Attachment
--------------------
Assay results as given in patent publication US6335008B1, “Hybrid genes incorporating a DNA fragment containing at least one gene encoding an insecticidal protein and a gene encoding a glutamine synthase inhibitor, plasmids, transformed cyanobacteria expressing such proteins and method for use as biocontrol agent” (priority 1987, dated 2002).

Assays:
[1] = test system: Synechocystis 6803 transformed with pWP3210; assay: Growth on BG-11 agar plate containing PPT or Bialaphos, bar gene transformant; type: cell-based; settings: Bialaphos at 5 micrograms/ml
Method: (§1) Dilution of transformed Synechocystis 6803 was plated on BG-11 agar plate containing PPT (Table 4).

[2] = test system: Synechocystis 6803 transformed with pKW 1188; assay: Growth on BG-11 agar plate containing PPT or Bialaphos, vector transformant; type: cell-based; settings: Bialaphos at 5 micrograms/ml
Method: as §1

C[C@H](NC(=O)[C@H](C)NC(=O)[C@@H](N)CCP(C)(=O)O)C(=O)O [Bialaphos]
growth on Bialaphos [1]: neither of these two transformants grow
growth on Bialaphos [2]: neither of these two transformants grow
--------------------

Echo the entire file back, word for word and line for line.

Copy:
Assay results as given in patent publication US6335008B1, “Hybrid genes incorporating a DNA fragment containing at least one gene encoding an insecticidal protein and a gene encoding a glutamine synthase inhibitor, plasmids, transformed cyanobacteria expressing such proteins and method for use as biocontrol agent” (priority 1987, dated 2002).

Assays:
[1] = test system: Synechocystis 6803 transformed with pWP3210; assay: Growth on BG-11 agar plate containing PPT or Bialaphos, bar gene transformant; type: cell-based; settings: Bialaphos at 5 micrograms/ml
Method: (§1) Dilution of transformed Synechocystis 6803 was plated on BG-11 agar plate containing PPT (Table 4).

[2] = test system: Synechocystis 6803 transformed with pKW 1188; assay: Growth on BG-11 agar plate containing PPT or Bialaphos, vector transformant; type: cell-based; settings: Bialaphos at 5 micrograms/ml
Method: as §1

C[C@H](NC(=O)[C@H](C)NC(=O)[C@@H](N)CCP(C)(=O)O)C(=O)O [Bialaphos]
growth on Bialaphos [1]: neither of these two transformants grow
growth on Bialaphos [2]: neither of these two transformants grow